The incidence of RT after FCR therapy is similar to that reported in several observational studies of RT in patients with CLL [5,7], and thereby supports the argument that FCR chemotherapy does not increase the risk of RT.
Similarly, two other first-line clinical trials (CALGB 9011, LRF CLL4) with purine analogues, alkylating agents, or a combination of the two reported no difference in the incidence of RT among the treatment arms [10,11].
In contrast, in a retrospective analysis of patients treated at Mayo Clinic, exposure to combined purine analogue and an alkylating agent was associated with risk of RT but not either agent alone .
It is important to note that Richter's transformations were seen in secondline Imbruvica (ibrutinib) trials as well... so is it any treatment, or the fact the trial patients had previous chemoimmunotherapy treatment?
I am a discordant patient. Anyone unlucky enough to get CLL would like to have my markers but my CLL Bear dances to an aggressive beat and is expressed much more like an 11q- than the 13q- my FISH test revealed.
Even though I am CD38-, IGHV mutated at 6%, monoallelic 13q- and an undetermined ZAP-70 I needed TX in under 3 years with massive bulky nodes, bone marrow infiltrated at 91% and an ALC at 300+. It is suspected that I may have point mutations in critical chromosomes, likely in 11 but in any case I am not a template for generalizing about other patient responses. I live quite well with chronic ITP (low platelets in the mid 80s) and a very low level of CLL cells in the blood, only detectable by Flow Cytometry.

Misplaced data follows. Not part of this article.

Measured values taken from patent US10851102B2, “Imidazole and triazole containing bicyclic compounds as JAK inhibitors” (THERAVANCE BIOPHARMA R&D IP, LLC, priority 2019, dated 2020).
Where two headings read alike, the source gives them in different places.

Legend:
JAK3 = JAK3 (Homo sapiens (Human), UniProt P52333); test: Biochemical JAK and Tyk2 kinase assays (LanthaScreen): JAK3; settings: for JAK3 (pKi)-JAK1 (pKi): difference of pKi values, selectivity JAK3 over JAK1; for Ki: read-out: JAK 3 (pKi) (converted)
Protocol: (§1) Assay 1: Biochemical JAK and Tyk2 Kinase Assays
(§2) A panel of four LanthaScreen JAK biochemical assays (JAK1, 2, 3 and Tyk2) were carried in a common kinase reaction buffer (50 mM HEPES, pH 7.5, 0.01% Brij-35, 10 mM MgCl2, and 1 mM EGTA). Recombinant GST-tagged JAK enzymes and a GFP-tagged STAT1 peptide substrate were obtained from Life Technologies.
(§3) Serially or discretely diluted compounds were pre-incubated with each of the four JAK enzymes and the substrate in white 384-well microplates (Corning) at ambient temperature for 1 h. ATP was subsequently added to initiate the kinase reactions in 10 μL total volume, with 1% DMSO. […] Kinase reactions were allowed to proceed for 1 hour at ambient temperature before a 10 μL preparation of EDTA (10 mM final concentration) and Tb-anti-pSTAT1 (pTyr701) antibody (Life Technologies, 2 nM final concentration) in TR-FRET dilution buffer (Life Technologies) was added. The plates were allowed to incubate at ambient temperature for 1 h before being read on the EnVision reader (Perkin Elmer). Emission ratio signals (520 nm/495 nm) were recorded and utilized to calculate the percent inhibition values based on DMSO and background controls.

I agree with ThreeWs...more "complaints" than positive comments about side effects, but I think one reason, is to boost spirits that we are not alone, and what we are going through is "normal", but also to see if others have found solutions, if the side effects have disappeared after time, etc. I am so grateful for every imbruvica pill I have swallowed over the last 2 + years. I am 17 p del, and I really don't think I would be alive without the imbruvica which was released only about 3 months before I needed it. That said, I believe I will be switching to Venetoclax in the not too distant future. the side effects are starting to mount. My oncologist has recommended the switch, but I have been hesitant...now, I think it may be time.
Good luck with the Imbruvica!
I also enjoy the positive comments and do not understand the abbreviations. I do know I have chronic lymphocytic leukemia, am taking Imbruvica for 1 1//2 years and do suffer from side effects which are manageable. It is encouraging to hear that new treatments are out there for as previously stated this medication is expensive and it is daunting to know you have to take it for the rest of your life. The good news is that you do have a life.